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A Conversation With ... Emily Denniston

Director of Community Engagement and Operations, Efactory

Posted online

How did this opportunity with the Efactory come to you, and why did you want to leave your role at the Springfield Area Chamber of Commerce?
I was at the chamber for almost 16 years and loved my time there. It gave me that appreciation for the business community and what that means for Springfield. When this opportunity came about, it was like, how can I use what I’ve learned here in different ways? The chamber partnered with Missouri State [University] and the Efactory over many years. I’ve seen the impact that the university and the Efactory have had on this community and it’s really inspiring. If I was ever going to leave the chamber, I still wanted that community connection and I still wanted that business community connection.

The position you’re filling is newly crafted. What will be your primary role?
The Efactory has undergone a lot of growth, and the team has actually grown quite a bit since January. Roles are changing, and I was one of the few staff that was added on. Really, they’ve been staffing up to meet what they’re doing and then to be able to go forward. I get to work with our tenants and clients in the building and our existing members and support them and their needs and the operational needs of the facility. Then also, the university has wanted to have increased focus on employer partnerships. We do a great job of connecting with the business community and connecting students with the business community, but how can we enhance that?

People may know the Efactory for its business cohort and coworking spaces, but what are some of the other programs you offer?
We have early-stage business boot camps. The Small Business Development Center is actually housed within the Efactory, so that’s business support training – everything from QuickBooks and how to better understand financials to management and leadership training. For our members, we provide coworking space, private office space, conference room space. We do one-on-one business consulting through the SBDC. If you are interested in getting business advice or helping work through a problem, we have a mentorship program that folks in the community have volunteered their time for just to meet with emerging and aspirational small-business owners and entrepreneurs. One of the other things that we can offer is that student connection piece. As of Jan. 1, student employment services is actually under the umbrella at the Efactory. They’ve done tremendous work over the years connecting students with jobs that are available on campus and positions that local employers have. How can we better enhance and create those pipelines between businesses that need talent and students that need meaningful work experience?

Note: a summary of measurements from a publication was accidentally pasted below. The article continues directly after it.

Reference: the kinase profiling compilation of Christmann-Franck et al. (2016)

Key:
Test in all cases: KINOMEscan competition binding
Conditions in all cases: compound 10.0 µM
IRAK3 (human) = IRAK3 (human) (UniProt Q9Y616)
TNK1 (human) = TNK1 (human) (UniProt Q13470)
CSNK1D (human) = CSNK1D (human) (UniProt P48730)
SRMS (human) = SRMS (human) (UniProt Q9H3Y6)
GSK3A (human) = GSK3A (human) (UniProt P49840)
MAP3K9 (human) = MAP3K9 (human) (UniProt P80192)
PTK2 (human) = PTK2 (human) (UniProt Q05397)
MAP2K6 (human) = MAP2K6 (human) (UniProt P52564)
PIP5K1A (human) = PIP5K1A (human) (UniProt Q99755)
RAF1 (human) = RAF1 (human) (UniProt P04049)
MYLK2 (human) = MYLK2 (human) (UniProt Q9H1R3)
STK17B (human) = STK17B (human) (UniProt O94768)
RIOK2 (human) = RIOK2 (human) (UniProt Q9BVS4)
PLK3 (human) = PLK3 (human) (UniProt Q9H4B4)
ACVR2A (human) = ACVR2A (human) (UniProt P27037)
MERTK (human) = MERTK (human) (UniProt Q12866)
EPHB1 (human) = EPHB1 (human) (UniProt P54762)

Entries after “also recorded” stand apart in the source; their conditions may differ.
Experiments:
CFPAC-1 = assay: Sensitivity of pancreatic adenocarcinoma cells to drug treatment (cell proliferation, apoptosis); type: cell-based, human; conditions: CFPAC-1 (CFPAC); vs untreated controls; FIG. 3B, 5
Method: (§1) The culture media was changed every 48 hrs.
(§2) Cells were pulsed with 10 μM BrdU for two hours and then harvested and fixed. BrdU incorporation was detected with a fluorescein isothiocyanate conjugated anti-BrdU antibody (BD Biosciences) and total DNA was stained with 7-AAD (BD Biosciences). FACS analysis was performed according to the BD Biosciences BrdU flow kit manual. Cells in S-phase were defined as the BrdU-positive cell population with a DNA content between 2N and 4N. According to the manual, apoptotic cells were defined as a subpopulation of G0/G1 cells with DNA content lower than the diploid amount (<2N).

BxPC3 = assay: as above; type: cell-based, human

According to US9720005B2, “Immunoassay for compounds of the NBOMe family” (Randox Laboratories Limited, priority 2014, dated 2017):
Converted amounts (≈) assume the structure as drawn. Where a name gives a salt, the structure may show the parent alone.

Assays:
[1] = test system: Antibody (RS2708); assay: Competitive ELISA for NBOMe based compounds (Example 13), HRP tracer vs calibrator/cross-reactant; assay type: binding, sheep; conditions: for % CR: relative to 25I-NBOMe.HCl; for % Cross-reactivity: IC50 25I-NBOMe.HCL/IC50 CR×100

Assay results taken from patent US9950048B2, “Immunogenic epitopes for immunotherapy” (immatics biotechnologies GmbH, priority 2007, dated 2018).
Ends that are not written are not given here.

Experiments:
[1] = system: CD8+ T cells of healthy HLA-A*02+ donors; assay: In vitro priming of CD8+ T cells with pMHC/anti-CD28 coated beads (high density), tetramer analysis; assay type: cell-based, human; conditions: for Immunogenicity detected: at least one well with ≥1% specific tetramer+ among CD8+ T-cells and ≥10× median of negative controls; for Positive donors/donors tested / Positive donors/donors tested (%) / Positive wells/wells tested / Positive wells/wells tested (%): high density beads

Over the years, the Efactory has connected businesses to funding mechanisms like venture capitalists and private investors. What does that look like for businesses to get plugged into that?
We’re about to roll out more information on the Innovate SOMO and what that looks like. The team here has worked over the last few years to secure a number of different funding sources to support that program through different grants and (American Rescue Plan Act) dollars and community revitalization grants.

Your work at the chamber was around legislative advocacy. Are you following this legislative session and the potential impacts on the Efactory and businesses?
Being with the chamber, you are a generalist because we have so many different bills and laws and legislation that impact so many different members. Coming into Missouri State and having more of that focus on education and workforce-related legislation has been interesting and a cool learning opportunity. [President] Clif [Smart] and his advocacy team and the leadership at Missouri State have done just an incredible job of working with lawmakers from around the state to advance the priorities of Missouri State and really forge those relationships in the Capitol. The things that are worked on and advanced for Missouri State in the state Capitol, they don’t just impact the university. Education funding, workforce development funding, capital investment here in Springfield on campus and beyond, that has a global impact. The line item might say Missouri State University, but it’s building the workforce of tomorrow and working to support the needs of our employers and training students on critical skills and hopefully connecting them with skills that are needed by employers here and connecting them to the community. Of course, we’re watching the budget. We’re encouraged that at this point, that 7% core appropriation increase is in there and appreciate the work that our local legislative delegation has done to support the university. I hope that one of the things that I can do, just from my time at the chamber, is bring that experience hearing the needs that the business community has around workforce and talent and bring that feedback when I can, as well as just the relationships that I was able to build over at the chamber with business leaders and our local delegation and state lawmakers.

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